Daniel Biro – 120 Onetwenty
Daniel Biro – 120 Onetwenty– Album Review
If you take a look at his lengthy list of credentials, you’ll know that this isn’t Daniel Biro’s first rodeo. From film & TV credits, to the numerous collaborations he’s been a part of, to the twelve albums he’s put out into the world – Daniel is clearly a man of music and has spent a lifetime immersed in the art. He’s created some highly interesting ambient late-night tunes here on his latest record called 120 Onetwenty – I can at the very least speak on behalf of my fellow music-reviewers out there when I say that this album certainly makes for an incredible soundtrack to write to. Daniel Biro is clearly as addicted to sound every bit as much as I feel like I am myself – I wanted to put my head right into my speaker cones just to make sure I got every audible drop of the stunning selection of sounds he’s chosen throughout 120 Onetwenty.
Opening the album, the first song “Door” starts out ever so subtly before synth-sounds fill the atmosphere around the one-minute mark, bending and shifting space, time & tones around your ears before adding just a hint of keyboard melody into the mix. “Door” makes for a solid intro track, quickly revealing that you’re in for an overall experience in the art of sound as opposed to typical radio stuff. You can hear his knack for the ambient sound within the gentle movements he makes and the brilliant way these songs flow and transition between themselves along the journey through this record. As “Door” gears down and slides into the pulsing & captivating sounds of “Ancient,” the insatiably cool blend of haunting melody and mystery in the atmosphere begin to morph the album in a new direction. The expert hand that guides Biro’s movements is impeccable…the way this guy can drift sounds in & out of the mix and find that perfect spot & balance for each sound to thrive, exist, and complement the entire idea…it’s seriously top-shelf ambient – this guy gets it. “Ancient” pulls you right in close to listen through the sparkling clarity and stunning production that shines over every moment of this slow-moving, yet highly creative composition. With the added synth bass-lines jumping in towards the sixth minute…LISTEN to the killer way Daniel has shifted the sound to smoothly and how ready your ears are for the tasty treat they get over the final minutes of “Ancient.” It’s almost remarkable in the sense that it’s almost like an extended intro or two-tracks worth of ideas into one, but however he’s gone about it, it’s highly effective and extremely compelling to listen to, even with everything being so low-key.
“Nimbus” finds itself quite the groove for an ambient-electro tune…every time it came on I could feel myself bouncing around in my chair to the highly imaginative, somewhat playful beat & pulse of the music on this third tune from 120 Onetwenty. He’s working with like…the pitch-shifter on the keyboards I think; my Dad’s a keyboard player and that sounds so familiar to me…the way he used to take those dials to bend those notes to create an on-the-fly groove. Especially around the three-minute mark when the new layer sparks up, almost sounding like a theramin, which is one of the coolest things about being able to pitch shift a sound like this…it’s a rad approach. Not entirely sure that’s what’s happening on “Nimbus,” but it’s sure got similar textures and makes for an interesting listen that seems & sounds like it would be a difficult one to fully recreate due to the uniqueness in the performance. “Nimbus” has a tremendously strong electro backbone in the steadiness of the surrounding sounds in the atmosphere, allowing for Daniel to get wonderfully creative with what’s happening in the lead parts. There’s an enchanting amount of character in “Nimbus” that keeps the hypnotic flow continuously engaging and vibrant.
The charisma-level in the degree of accessibility continues to climb with “Itinerarium” giving the ears a bit more for the everyday music-listener more to latch onto. Smooth as ever, Daniel has an extraordinary talent for identifying sounds that complement each other and an insightful ability to understand how they’ll intersect through a progressive-ambient idea like this. “Itinerarium” reminds me of something like a combination of Pink Floyd-esque space-sounds with a Tortoise-like inclination for the main melody running through the background of the song. Any way that you want to define it, “Itinerarium” brings additional energy to the record & still continues 120 Onetwenty on in a highly logical way…from its understated beginning with “Door” to the more lively and involved ideas on “Itinerarium,” Daniel has shifted the sounds of his album in several directions already, but also ensured that the flow of the songs also makes an incredible amount of sense to our ears by how he’s chosen to lay out these ten tunes. You could certainly make an argument that the intensity of the vibe and energy of the music continues to rise on “Embark” as well, taking the mid-point of the record to the peaks of its most in-your-face moments on 120 Onetwenty. “Embark” is a serious highlight in my opinion; I’ve clearly been enjoying myself along the way already, but it’s tracks like this that are a bit bolder than typical ambient that leave a memorable impression. There are a few tones and sounds that only audiophiles out there like myself are going to appreciate…high-up frequencies and tones that your everyday Jack Johnson loving music-fan are sure to raise an eyebrow towards…but to me, sonic texture in ambient or electro music is crucial – and quite often, just like on “Embark,” can lead to entirely memorable moments & stand-out sounds.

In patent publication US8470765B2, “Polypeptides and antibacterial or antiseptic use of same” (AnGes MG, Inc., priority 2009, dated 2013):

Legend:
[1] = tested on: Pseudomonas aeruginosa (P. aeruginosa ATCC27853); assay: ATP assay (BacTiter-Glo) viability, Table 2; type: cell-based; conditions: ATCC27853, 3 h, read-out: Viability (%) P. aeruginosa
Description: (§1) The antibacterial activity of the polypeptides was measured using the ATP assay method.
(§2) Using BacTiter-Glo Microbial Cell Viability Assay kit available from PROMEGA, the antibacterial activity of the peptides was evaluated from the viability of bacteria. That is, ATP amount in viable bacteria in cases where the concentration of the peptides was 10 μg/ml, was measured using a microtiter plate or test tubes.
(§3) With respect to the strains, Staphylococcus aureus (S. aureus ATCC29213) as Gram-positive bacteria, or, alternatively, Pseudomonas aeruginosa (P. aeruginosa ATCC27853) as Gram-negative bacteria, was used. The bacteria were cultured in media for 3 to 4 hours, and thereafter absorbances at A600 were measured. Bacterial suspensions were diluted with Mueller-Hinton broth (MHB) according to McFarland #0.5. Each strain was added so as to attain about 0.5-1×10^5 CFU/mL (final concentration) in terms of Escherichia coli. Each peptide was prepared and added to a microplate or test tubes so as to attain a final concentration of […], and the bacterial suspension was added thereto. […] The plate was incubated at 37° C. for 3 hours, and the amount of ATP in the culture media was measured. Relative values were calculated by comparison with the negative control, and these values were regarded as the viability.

The jazzy thread that runs through Daniel’s keyboards on “Levitator” are freakin’ fantastic. Overall, I’d put this cut right up there with my favorites on this record…I think the pronounced melody that he’s uncovered here really works and he’s once again found insightful ways to have his layers interact and build something truly worth listening to over & over. The evolution of sound on “Levitator” and how smoothly it develops while still providing immaculately expressive ideas along the way…the way that it crashes into the 3:40-ish mark and continues to get even more impressive to the end…the new layer of melody that gets added in just past the four-minute mark…the reliable groove that runs through the background the entire time…I mean c’mon people, “Levitator” is an audible smorgasbord of all-things-awesome. Inventive, imaginative…WILD…right around the 5:30 mark, Daniel takes us right out of the ambient world once & for all, into a synthetic blend of theatrical dynamics and brightly versatile sound. The structure of “Levitator” is more than impressive; where you end up considering where you began in listening to this tune and the gentle way it starts, it feels like you’ve progressed light-years by the time you get to experience the brilliantly bombastic finale.